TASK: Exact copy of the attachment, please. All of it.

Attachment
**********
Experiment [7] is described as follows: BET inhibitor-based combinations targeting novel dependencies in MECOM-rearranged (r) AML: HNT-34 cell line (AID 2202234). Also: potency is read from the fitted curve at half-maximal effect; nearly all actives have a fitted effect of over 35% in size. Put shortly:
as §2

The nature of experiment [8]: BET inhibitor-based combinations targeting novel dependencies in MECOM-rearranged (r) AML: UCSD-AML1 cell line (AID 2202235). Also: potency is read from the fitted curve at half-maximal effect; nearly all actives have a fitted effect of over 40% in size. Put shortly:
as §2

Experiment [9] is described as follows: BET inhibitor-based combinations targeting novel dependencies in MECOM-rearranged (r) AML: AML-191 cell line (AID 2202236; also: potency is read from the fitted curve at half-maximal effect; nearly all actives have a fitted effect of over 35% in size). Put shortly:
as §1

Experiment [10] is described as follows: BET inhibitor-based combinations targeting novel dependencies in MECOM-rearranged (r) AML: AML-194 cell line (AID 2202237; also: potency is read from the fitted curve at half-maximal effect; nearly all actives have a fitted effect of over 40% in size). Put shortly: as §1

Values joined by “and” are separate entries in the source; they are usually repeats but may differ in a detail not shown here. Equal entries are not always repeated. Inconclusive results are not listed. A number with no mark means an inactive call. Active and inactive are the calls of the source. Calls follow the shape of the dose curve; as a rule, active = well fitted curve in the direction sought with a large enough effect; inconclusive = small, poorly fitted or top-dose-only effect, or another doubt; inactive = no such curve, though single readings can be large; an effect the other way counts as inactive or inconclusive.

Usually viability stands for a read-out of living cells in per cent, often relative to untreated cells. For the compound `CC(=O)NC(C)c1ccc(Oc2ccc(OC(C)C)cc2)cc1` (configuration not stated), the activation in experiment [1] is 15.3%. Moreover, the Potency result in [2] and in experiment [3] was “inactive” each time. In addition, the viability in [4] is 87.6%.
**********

Experiment [7] is described as follows: BET inhibitor-based combinations targeting novel dependencies in MECOM-rearranged (r) AML: HNT-34 cell line (AID 2202234). Also: potency is read from the fitted curve at half-maximal effect; nearly all actives have a fitted effect of over 35% in size. Put shortly:
as §2

The nature of experiment [8]: BET inhibitor-based combinations targeting novel dependencies in MECOM-rearranged (r) AML: UCSD-AML1 cell line (AID 2202235). Also: potency is read from the fitted curve at half-maximal effect; nearly all actives have a fitted effect of over 40% in size. Put shortly:
as §2

Experiment [9] is described as follows: BET inhibitor-based combinations targeting novel dependencies in MECOM-rearranged (r) AML: AML-191 cell line (AID 2202236; also: potency is read from the fitted curve at half-maximal effect; nearly all actives have a fitted effect of over 35% in size). Put shortly:
as §1

Experiment [10] is described as follows: BET inhibitor-based combinations targeting novel dependencies in MECOM-rearranged (r) AML: AML-194 cell line (AID 2202237; also: potency is read from the fitted curve at half-maximal effect; nearly all actives have a fitted effect of over 40% in size). Put shortly: as §1

Values joined by “and” are separate entries in the source; they are usually repeats but may differ in a detail not shown here. Equal entries are not always repeated. Inconclusive results are not listed. A number with no mark means an inactive call. Active and inactive are the calls of the source. Calls follow the shape of the dose curve; as a rule, active = well fitted curve in the direction sought with a large enough effect; inconclusive = small, poorly fitted or top-dose-only effect, or another doubt; inactive = no such curve, though single readings can be large; an effect the other way counts as inactive or inconclusive.

Usually viability stands for a read-out of living cells in per cent, often relative to untreated cells. For the compound `CC(=O)NC(C)c1ccc(Oc2ccc(OC(C)C)cc2)cc1` (configuration not stated), the activation in experiment [1] is 15.3%. Moreover, the Potency result in [2] and in experiment [3] was “inactive” each time. In addition, the viability in [4] is 87.6%.